Baby Monitor 3G turns any pair of iOS devices or an iOS device and a Mac into a baby monitor. The app will let parents see the video and hear audio of their baby when they set up an iPhone, iPod Touch or iPad near the baby’s crib or play pen.
The app works when a parent installs the app from the App Store ($3.99) on two iOS devices, or one iOS device and a Mac, from the Mac App Store ($4.99 but not yet available in US). Fire up the app on the iOS device and place it near the crib or play pen. The app uses the camera and mic on the device and sends that over the local network to the other device or Mac.
The app will sense when the baby moves and makes noise and send a notification to the other device so a parent will know if their baby woke up, started crying for some reason or just wants mommy or daddy. They can try to sooth the child by talking into the monitoring device which will then stream the audio to the device set up in near the baby.
When the parent leaves the baby with the baby sitter or grandparents, they can take their device to work or on a date and get images sent over the Internet. The app doesn’t stream video unless both devices are connected to a local network.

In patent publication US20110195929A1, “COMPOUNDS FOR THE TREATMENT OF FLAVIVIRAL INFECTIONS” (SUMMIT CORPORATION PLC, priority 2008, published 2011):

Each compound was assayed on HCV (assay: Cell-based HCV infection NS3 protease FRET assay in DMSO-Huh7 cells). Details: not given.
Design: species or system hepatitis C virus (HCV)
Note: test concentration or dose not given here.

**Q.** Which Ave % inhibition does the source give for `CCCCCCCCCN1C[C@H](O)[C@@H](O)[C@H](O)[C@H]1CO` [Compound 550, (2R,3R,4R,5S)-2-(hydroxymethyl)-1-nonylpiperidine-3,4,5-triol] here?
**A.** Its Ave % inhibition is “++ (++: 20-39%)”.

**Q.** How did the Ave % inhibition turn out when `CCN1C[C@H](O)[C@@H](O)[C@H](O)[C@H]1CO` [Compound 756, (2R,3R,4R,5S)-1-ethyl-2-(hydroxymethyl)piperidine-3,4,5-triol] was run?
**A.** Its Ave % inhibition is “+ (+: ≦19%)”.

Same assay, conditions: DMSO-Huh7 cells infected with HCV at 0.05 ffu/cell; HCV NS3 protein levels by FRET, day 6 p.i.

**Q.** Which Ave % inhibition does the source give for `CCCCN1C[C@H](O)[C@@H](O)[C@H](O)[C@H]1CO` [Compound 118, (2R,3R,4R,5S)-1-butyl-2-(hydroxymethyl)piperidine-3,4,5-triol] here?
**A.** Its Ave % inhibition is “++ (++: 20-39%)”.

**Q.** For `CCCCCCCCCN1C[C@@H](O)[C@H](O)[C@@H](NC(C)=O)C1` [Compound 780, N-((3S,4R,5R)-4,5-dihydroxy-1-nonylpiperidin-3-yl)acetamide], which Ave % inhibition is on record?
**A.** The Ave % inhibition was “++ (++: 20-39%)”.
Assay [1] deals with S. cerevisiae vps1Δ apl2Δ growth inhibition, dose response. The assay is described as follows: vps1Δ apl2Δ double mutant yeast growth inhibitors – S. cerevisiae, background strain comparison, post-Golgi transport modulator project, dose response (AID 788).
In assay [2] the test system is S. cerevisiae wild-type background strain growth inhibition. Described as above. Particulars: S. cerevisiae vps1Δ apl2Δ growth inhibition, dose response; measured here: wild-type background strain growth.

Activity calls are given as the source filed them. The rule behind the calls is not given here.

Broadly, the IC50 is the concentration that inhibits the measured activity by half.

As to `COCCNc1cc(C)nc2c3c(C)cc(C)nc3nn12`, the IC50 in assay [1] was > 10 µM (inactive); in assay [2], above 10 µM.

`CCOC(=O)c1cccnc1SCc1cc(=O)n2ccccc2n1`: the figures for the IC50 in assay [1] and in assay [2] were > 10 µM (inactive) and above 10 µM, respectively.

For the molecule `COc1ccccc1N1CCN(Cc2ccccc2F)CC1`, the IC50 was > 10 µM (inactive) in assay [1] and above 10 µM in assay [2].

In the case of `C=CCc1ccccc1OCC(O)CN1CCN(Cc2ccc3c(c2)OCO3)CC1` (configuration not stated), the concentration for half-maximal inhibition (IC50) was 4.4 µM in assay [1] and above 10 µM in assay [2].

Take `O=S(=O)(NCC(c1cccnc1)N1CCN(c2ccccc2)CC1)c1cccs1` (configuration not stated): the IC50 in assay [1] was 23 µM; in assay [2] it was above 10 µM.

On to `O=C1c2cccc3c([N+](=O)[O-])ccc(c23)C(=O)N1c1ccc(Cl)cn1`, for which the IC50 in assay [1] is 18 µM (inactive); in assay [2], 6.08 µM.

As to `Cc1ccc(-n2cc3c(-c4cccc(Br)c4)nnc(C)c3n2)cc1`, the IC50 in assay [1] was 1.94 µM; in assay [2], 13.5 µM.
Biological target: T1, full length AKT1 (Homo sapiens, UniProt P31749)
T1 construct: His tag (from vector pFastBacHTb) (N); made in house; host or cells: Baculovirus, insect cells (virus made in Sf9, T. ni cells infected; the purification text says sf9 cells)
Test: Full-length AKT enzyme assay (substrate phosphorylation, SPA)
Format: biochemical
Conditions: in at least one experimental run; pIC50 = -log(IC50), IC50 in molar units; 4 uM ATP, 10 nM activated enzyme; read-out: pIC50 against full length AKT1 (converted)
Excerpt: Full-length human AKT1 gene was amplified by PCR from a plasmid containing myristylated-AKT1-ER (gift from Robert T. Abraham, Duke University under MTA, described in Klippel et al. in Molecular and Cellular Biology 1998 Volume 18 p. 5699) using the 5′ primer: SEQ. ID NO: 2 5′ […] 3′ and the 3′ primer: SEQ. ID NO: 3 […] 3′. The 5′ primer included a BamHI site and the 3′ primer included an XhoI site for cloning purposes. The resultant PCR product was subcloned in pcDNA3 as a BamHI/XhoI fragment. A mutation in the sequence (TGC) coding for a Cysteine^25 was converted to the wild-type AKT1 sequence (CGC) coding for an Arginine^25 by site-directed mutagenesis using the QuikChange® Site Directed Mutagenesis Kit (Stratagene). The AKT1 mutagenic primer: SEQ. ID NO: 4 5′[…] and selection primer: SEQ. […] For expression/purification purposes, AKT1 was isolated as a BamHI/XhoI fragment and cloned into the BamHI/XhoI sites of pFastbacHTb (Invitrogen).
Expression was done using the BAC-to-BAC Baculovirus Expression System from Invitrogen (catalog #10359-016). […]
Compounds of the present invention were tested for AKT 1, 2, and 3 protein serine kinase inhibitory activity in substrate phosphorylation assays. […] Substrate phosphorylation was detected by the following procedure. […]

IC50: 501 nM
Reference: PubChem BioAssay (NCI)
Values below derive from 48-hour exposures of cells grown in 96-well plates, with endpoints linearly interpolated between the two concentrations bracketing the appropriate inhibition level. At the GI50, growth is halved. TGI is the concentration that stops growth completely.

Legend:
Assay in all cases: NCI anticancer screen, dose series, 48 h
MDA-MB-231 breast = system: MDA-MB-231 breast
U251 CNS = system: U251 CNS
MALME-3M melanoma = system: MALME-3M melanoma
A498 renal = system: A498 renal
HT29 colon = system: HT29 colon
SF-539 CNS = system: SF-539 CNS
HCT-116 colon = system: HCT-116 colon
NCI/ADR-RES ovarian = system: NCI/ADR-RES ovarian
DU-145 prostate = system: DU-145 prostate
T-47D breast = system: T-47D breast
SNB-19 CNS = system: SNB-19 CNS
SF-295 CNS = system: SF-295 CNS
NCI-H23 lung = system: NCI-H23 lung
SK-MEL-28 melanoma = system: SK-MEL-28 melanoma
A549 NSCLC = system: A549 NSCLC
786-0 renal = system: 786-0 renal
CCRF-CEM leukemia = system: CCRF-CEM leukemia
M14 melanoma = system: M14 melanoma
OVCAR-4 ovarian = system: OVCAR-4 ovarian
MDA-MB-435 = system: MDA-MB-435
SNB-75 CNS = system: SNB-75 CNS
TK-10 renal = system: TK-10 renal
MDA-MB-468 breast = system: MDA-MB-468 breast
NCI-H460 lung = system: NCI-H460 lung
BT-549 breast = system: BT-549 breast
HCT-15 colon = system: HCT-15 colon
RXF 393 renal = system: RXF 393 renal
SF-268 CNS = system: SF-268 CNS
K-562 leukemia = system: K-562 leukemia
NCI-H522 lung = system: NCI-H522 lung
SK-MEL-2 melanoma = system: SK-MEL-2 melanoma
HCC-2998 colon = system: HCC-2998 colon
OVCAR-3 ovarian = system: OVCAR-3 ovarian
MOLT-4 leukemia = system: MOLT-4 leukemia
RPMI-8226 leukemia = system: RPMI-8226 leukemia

The app uses the phone’s motion sensing capability to tell that the baby started moving. This triggers the notification sent to the other device so the parent can check if the baby woke up or just rolled over.
The Mac version will come soon according to a YouTube video the makers posted.
The two apps add up to $9 for both the iOS device and the Mac app. Before potential buyers get upset about the price, realize that this costs much less than a typical baby monitor, which sell for as low as $20-$30 for audio only and over $100 for video.
We don’t expect many will use this full time, since it takes up an iOS device making it unusable for other purposes while the parent aims it at the baby all the time. Even a used iPod Touch costs more than most high-end baby monitors. However, the app makes a great solution for a travel monitor, as Natalie Morris suggested in her review for Crash Test Moms.
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